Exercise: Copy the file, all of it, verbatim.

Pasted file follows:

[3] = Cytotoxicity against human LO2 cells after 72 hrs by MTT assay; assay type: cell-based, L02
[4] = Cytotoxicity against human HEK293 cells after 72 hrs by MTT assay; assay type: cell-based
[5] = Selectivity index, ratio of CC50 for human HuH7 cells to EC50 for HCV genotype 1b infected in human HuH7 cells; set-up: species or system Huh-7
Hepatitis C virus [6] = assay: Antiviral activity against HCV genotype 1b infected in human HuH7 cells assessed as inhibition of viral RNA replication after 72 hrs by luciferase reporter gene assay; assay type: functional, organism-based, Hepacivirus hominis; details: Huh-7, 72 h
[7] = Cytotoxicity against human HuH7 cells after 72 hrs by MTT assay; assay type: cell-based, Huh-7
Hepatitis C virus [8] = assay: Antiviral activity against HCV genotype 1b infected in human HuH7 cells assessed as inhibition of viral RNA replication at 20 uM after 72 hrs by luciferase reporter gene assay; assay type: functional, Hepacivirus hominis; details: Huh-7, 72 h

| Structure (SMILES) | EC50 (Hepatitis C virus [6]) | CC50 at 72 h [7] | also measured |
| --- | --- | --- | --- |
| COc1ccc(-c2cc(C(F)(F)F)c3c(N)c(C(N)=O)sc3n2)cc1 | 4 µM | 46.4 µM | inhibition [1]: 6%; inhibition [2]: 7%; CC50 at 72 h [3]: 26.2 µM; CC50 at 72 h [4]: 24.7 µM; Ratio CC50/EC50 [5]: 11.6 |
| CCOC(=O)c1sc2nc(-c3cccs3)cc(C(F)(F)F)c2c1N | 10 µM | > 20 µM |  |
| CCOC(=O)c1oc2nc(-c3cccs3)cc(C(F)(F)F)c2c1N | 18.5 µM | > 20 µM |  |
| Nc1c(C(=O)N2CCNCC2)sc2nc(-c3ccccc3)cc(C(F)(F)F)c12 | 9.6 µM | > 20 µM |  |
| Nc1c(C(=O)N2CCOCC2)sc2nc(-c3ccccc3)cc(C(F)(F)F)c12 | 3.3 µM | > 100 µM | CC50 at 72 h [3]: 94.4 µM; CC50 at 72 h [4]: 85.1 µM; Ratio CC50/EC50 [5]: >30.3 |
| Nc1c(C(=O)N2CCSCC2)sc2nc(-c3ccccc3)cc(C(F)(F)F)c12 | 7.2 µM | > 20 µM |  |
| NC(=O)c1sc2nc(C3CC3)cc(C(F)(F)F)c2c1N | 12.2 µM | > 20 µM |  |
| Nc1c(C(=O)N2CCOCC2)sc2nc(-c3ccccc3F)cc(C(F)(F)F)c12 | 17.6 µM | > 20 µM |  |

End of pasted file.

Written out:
[3] = Cytotoxicity against human LO2 cells after 72 hrs by MTT assay; assay type: cell-based, L02
[4] = Cytotoxicity against human HEK293 cells after 72 hrs by MTT assay; assay type: cell-based
[5] = Selectivity index, ratio of CC50 for human HuH7 cells to EC50 for HCV genotype 1b infected in human HuH7 cells; set-up: species or system Huh-7
Hepatitis C virus [6] = assay: Antiviral activity against HCV genotype 1b infected in human HuH7 cells assessed as inhibition of viral RNA replication after 72 hrs by luciferase reporter gene assay; assay type: functional, organism-based, Hepacivirus hominis; details: Huh-7, 72 h
[7] = Cytotoxicity against human HuH7 cells after 72 hrs by MTT assay; assay type: cell-based, Huh-7
Hepatitis C virus [8] = assay: Antiviral activity against HCV genotype 1b infected in human HuH7 cells assessed as inhibition of viral RNA replication at 20 uM after 72 hrs by luciferase reporter gene assay; assay type: functional, Hepacivirus hominis; details: Huh-7, 72 h

| Structure (SMILES) | EC50 (Hepatitis C virus [6]) | CC50 at 72 h [7] | also measured |
| --- | --- | --- | --- |
| COc1ccc(-c2cc(C(F)(F)F)c3c(N)c(C(N)=O)sc3n2)cc1 | 4 µM | 46.4 µM | inhibition [1]: 6%; inhibition [2]: 7%; CC50 at 72 h [3]: 26.2 µM; CC50 at 72 h [4]: 24.7 µM; Ratio CC50/EC50 [5]: 11.6 |
| CCOC(=O)c1sc2nc(-c3cccs3)cc(C(F)(F)F)c2c1N | 10 µM | > 20 µM |  |
| CCOC(=O)c1oc2nc(-c3cccs3)cc(C(F)(F)F)c2c1N | 18.5 µM | > 20 µM |  |
| Nc1c(C(=O)N2CCNCC2)sc2nc(-c3ccccc3)cc(C(F)(F)F)c12 | 9.6 µM | > 20 µM |  |
| Nc1c(C(=O)N2CCOCC2)sc2nc(-c3ccccc3)cc(C(F)(F)F)c12 | 3.3 µM | > 100 µM | CC50 at 72 h [3]: 94.4 µM; CC50 at 72 h [4]: 85.1 µM; Ratio CC50/EC50 [5]: >30.3 |
| Nc1c(C(=O)N2CCSCC2)sc2nc(-c3ccccc3)cc(C(F)(F)F)c12 | 7.2 µM | > 20 µM |  |
| NC(=O)c1sc2nc(C3CC3)cc(C(F)(F)F)c2c1N | 12.2 µM | > 20 µM |  |
| Nc1c(C(=O)N2CCOCC2)sc2nc(-c3ccccc3F)cc(C(F)(F)F)c12 | 17.6 µM | > 20 µM |  |